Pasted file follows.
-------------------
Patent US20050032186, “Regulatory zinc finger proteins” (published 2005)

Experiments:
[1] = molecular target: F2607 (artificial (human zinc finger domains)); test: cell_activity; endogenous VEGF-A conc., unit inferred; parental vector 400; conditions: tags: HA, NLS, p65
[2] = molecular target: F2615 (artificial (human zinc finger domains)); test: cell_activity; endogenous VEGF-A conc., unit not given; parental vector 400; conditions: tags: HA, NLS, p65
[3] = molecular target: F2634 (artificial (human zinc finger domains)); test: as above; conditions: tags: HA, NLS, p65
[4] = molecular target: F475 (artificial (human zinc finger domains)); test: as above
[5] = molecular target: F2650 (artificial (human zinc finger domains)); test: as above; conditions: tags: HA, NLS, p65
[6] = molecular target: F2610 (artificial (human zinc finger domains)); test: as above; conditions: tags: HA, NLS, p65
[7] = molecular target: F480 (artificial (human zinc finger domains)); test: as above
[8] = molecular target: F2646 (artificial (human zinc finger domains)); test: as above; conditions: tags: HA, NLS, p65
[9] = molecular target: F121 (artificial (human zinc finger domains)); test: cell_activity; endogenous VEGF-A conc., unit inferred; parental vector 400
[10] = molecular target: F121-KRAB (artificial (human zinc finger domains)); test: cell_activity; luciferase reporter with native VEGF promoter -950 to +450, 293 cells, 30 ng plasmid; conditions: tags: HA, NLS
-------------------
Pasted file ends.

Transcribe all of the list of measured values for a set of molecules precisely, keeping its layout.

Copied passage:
Patent US20050032186, “Regulatory zinc finger proteins” (published 2005)

Experiments:
[1] = molecular target: F2607 (artificial (human zinc finger domains)); test: cell_activity; endogenous VEGF-A conc., unit inferred; parental vector 400; conditions: tags: HA, NLS, p65
[2] = molecular target: F2615 (artificial (human zinc finger domains)); test: cell_activity; endogenous VEGF-A conc., unit not given; parental vector 400; conditions: tags: HA, NLS, p65
[3] = molecular target: F2634 (artificial (human zinc finger domains)); test: as above; conditions: tags: HA, NLS, p65
[4] = molecular target: F475 (artificial (human zinc finger domains)); test: as above
[5] = molecular target: F2650 (artificial (human zinc finger domains)); test: as above; conditions: tags: HA, NLS, p65
[6] = molecular target: F2610 (artificial (human zinc finger domains)); test: as above; conditions: tags: HA, NLS, p65
[7] = molecular target: F480 (artificial (human zinc finger domains)); test: as above
[8] = molecular target: F2646 (artificial (human zinc finger domains)); test: as above; conditions: tags: HA, NLS, p65
[9] = molecular target: F121 (artificial (human zinc finger domains)); test: cell_activity; endogenous VEGF-A conc., unit inferred; parental vector 400
[10] = molecular target: F121-KRAB (artificial (human zinc finger domains)); test: cell_activity; luciferase reporter with native VEGF promoter -950 to +450, 293 cells, 30 ng plasmid; conditions: tags: HA, NLS